TULLICHEWAN CASTLE, Tullichewan, Alexandria.
This castle may no longer exist and has left scant signs, but it is nevertheless an important part of the history of the Vale of Leven. Although the castle may be long gone, signs of its existence do remain in the form of its stables building and a lodge house.
The Tullichewan estate was bought from the Colquhouns of Luss by John Stirling of Cordale in 1792. It is thought that the castle was built about this time, well at least begun to be built as it was not completed until about 1808 - due to "business misfortunes" according to John Neill in his Records and Reminiscences of Bonhill Parish. [WDC].
The castle was designed by the architect Robert Lugar, the same person who designed Balloch Castle. The grounds of the house were laid out by Alexander Naysmith, landscape gardener, architect and, most famously, artist, principally remembered for his portrait of Robert Burns. [WDC].
John Horrocks purchased the castle in 1817 and lived there until the death of his wife. He then sold it in 1843 to William Campbell of J & W Campbell, Glasgow merchants who pioneered the modern department store. The last owner of the castle was J Scott Anderson, who lived there from about 1930. Mr Anderson vacated the castle when it was requisitioned early on in the Second World War for use by the W.R.N.S. and Naval personnel. Latterly the castle was used as accommodation for workers at the Torpedo factory. After that it lay unused for years and it was eventually demolished by being blown up in 1954. [WDC].
Old photographs show that it was large and heavily castellated. The main section was rectangular, but the section overlooking the Vale was dominated by a large drum of a tower. A porte cochere greeted visitors. A high stone retaining wall supported the driveway. This had a pointed arch underpass for the burn. Old photographs show it all set within magnificent rhododendron.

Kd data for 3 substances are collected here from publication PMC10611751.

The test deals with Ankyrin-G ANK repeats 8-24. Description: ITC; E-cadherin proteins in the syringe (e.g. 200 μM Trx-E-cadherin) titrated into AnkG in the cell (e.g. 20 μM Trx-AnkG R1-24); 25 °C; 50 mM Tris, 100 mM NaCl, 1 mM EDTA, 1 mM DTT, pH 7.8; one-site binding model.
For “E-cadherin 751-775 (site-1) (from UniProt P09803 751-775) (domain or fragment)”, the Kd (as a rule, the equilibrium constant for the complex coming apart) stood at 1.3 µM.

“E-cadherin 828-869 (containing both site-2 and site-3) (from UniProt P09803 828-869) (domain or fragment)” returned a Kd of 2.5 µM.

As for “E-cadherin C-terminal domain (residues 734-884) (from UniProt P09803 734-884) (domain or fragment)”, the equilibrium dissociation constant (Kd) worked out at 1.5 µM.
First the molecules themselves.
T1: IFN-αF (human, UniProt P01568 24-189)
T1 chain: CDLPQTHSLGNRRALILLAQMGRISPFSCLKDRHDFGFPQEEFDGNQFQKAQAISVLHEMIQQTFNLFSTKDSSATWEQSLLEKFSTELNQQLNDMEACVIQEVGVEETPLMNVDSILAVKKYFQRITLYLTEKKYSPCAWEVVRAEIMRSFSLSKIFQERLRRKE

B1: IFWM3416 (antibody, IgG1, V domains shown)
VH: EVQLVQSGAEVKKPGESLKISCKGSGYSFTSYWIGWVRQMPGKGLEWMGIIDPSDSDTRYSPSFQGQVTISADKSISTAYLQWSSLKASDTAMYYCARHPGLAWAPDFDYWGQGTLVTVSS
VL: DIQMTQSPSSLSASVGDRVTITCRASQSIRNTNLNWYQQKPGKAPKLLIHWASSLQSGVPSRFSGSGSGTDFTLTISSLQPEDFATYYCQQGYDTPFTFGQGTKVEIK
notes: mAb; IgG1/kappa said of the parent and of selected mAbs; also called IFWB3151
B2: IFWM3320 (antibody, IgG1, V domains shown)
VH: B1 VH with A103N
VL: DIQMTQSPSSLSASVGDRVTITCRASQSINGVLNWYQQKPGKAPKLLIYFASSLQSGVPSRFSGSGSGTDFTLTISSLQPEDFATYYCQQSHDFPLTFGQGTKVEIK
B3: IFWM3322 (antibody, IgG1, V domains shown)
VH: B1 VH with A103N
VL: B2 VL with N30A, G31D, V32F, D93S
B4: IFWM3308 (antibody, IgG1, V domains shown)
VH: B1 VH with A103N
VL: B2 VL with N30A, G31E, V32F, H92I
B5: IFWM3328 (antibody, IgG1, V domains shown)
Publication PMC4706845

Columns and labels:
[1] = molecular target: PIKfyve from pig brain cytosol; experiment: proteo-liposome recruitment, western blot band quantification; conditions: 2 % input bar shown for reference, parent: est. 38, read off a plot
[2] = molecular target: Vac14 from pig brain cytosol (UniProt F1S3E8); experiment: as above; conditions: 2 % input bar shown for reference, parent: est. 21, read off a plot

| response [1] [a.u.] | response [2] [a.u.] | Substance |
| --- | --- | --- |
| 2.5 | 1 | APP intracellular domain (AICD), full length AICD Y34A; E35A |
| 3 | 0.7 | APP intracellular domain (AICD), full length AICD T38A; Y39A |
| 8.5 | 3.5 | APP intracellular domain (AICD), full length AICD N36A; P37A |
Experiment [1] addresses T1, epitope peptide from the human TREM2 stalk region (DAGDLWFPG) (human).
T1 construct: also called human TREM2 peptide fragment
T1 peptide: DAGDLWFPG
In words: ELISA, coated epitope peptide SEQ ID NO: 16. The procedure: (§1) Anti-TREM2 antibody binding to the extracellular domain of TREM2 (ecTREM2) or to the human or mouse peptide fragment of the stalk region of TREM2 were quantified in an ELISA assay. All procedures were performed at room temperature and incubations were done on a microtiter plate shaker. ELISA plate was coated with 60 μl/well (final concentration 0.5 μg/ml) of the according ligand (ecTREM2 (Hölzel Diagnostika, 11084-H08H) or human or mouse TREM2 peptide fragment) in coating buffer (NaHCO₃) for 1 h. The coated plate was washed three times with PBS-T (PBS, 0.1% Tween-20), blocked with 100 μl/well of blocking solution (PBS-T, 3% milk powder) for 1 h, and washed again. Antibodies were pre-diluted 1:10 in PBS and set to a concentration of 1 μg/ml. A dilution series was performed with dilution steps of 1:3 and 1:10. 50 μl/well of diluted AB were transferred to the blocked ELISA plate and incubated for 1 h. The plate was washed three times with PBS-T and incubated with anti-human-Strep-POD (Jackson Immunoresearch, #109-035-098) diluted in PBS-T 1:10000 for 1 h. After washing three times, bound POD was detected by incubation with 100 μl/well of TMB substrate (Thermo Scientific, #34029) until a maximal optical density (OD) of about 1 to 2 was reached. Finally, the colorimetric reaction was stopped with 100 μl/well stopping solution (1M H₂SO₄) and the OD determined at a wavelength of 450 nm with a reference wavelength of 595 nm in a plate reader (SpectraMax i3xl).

This is one of the photos used as a postcard.
In this map of 1860/4 we can see both the castle and the stables very slightly south of it. The stables remain up on the high embankment above the A82. While some remnants of the castle remain too in the trees, a great deal of it would have been affected by the road construction. NLS ©
Dumbartonshire, Sheet XVIII
Survey date: 1860, Publication date: 1864
The extent of the estate and some idea of its grandeur can be seen from the two remaining buildings, TULLICHEWAN ESTATE STABLES COTTAGE index.asp?pageid=716384 above the A82, and TULLICHEWAN SOUTH LODGE index.asp?pageid=716383 between Christie Park and the VALE CENTRE FOR HEALTHCARE index.asp?pageid=716549 in Main Street, Alexandria, and the Tullichewan North Lodge now GLEN ALWYN LODGE index.asp?pageid=716487 each discussed separately.
NATIONAL LIBRARY OF SCOTLAND maps : Extract from map of Dumbartonshire, Sheet XVIII, Survey date: 1860, Publication date: 1864
VALE OF LEVEN PROJECT website : http://www.valeofleven.org.uk/tullichewan.html This discusses the Tullichewan Camp in on the estate between 1942 and 1953.
WEST DUNBARTONSHIRE COUNCIL website : https://www.west-dunbarton.gov.uk/leisure-parks-events/museums-and-galleries/collections/buildings/castles-and-country-houses/castles-and-country-houses-vale-of-leven/tullichewan-castle/